Trinidad and Tobago health authorities on Wednesday confirmed that the country had registered two cases of the Delta variant of the coronavirus (COVID-19).
In a statement, the Ministry of Health said that the first patient is a recently returned national who traveled to Trinidad from the United States, while the second patient had arrived after traveling from Mexico, transiting through Panama and Guyana.
“As per existing quarantine protocols, the nationals provided negative PCR tests, which were taken 72-hours prior to arrival. The nationals were immediately placed into State-supervised quarantine, as per the protocol for unvaccinated adults.
“As a result of the positive COVID-19 results from their seventh-day swab, the persons were subsequently transferred and isolated in a state step-down facility,” the ministry said.
It noted that the presence of these Delta variants were confirmed via gene sequencing at the laboratory of the Faculty of Medical Sciences, University of the West Indies (UWI) and that the public is aware, this laboratory has been testing COVID-19 positive samples from Trinidad and Tobago and other Caribbean Community (CARICOM) member states since September last year.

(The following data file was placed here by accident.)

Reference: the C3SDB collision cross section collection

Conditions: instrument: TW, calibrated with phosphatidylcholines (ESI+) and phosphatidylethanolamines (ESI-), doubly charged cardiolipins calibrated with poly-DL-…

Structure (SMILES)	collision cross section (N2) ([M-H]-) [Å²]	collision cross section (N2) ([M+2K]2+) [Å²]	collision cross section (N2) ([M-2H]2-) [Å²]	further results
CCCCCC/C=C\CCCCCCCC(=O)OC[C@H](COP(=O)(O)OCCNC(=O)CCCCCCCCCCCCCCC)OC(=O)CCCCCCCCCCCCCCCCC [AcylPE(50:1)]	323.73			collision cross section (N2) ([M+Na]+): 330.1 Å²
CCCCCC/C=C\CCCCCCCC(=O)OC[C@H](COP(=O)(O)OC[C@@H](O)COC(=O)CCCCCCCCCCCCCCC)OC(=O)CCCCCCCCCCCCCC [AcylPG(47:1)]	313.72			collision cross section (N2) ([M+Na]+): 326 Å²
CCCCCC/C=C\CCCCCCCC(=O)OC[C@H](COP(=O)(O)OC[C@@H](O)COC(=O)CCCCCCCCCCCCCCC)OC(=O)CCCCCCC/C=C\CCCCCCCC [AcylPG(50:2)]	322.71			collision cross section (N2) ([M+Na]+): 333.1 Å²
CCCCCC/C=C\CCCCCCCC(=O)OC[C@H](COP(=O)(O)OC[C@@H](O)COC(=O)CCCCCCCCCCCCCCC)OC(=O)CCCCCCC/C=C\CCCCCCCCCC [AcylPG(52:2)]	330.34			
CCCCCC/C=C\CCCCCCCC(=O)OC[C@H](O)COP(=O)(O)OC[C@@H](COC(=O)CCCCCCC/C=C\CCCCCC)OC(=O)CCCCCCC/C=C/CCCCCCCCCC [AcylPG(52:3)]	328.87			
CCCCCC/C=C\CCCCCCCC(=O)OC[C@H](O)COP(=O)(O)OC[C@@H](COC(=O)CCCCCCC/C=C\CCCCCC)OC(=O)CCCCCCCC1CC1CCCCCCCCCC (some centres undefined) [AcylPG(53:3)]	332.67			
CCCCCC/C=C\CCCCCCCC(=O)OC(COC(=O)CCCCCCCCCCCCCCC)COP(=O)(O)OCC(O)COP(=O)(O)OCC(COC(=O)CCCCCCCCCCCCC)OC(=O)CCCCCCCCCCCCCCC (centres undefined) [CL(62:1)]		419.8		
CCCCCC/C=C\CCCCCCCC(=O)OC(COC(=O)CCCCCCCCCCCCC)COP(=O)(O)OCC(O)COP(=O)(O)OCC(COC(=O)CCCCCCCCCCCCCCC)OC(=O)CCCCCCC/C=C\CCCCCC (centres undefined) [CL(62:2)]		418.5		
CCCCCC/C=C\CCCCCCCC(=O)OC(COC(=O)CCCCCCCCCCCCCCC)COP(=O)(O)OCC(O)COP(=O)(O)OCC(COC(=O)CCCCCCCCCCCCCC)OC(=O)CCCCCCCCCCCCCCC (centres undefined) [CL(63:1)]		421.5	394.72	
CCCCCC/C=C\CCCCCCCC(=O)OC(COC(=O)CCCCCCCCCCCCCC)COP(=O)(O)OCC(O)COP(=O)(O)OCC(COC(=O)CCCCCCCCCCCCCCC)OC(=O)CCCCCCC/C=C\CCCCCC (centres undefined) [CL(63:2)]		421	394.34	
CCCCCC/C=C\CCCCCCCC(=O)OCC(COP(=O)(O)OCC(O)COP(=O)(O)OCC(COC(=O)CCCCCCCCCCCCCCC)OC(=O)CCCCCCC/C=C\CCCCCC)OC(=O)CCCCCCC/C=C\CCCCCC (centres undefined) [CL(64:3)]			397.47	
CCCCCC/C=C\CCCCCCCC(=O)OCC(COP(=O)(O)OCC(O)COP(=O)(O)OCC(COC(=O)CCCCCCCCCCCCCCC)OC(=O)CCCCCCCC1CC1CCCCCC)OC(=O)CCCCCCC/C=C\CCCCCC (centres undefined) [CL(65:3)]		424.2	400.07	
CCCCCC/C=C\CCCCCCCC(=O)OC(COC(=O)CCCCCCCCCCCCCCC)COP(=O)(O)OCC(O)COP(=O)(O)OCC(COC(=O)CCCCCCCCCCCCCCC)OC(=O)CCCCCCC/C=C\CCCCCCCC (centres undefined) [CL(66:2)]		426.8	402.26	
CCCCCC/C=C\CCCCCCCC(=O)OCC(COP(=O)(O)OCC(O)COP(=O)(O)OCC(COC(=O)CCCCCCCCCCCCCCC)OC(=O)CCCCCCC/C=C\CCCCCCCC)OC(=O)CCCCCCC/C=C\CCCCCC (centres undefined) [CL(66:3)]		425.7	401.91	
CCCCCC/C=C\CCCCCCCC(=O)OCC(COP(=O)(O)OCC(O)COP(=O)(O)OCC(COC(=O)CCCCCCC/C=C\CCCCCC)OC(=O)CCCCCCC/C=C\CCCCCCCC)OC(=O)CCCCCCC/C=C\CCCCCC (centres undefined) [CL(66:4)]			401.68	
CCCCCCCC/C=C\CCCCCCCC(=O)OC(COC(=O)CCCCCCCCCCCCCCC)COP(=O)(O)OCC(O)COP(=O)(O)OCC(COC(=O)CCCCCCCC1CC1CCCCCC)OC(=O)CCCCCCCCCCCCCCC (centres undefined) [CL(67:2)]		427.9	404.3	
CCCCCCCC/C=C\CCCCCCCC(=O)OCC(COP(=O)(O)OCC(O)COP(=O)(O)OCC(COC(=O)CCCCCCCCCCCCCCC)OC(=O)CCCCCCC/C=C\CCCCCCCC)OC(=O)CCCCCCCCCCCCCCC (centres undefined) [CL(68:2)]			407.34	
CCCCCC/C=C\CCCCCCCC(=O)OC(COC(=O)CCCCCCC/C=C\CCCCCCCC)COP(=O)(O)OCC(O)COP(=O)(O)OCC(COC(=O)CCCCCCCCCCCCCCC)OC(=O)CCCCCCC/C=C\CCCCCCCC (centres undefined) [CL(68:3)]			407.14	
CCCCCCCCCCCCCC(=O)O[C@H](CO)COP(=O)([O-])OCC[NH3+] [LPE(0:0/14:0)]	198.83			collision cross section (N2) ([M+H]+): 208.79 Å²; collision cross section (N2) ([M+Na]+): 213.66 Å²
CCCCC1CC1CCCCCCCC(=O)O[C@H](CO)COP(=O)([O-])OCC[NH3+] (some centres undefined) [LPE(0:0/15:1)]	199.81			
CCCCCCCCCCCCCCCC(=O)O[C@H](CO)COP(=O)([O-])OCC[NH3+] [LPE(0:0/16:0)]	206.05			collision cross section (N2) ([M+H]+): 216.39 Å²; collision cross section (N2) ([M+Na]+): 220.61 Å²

The ministry said that since re-opening its borders on July 16, Trinidad and Tobago has updated its quarantine protocols for persons entering the country.
It said that these protocols state that all returning adults, who are not fully vaccinated against COVID-19, should spend 14 days in a State-supervised quarantine facility, adding that these entry protocols will continue to be implemented.
According to the World Health Organisation (WHO), there have been confirmed cases of the
Delta variant of COVID-19 in 142 countries.
Research has suggested that the Delta variant is more easily spread from person to person as compared to previous variants (estimated to be two to four times more transmissible than the original Wuhan lineage of the virus).
Additionally, the ministry said evidence indicates that individuals who have contracted this variant may be prone to an increased risk of severe illness and hospitalization.
“This variant may also lead to an increase in cases of COVID-19 in younger age groups and in those who have been previously infected. The Ministry of Health takes this opportunity to remind the population of the importance of being vaccinated against the COVID-19 virus as soon as possible.”
Trinidad and Tobago has recorded 1,144 deaths and 40,574 positive cases of the virus following the first case in March last year.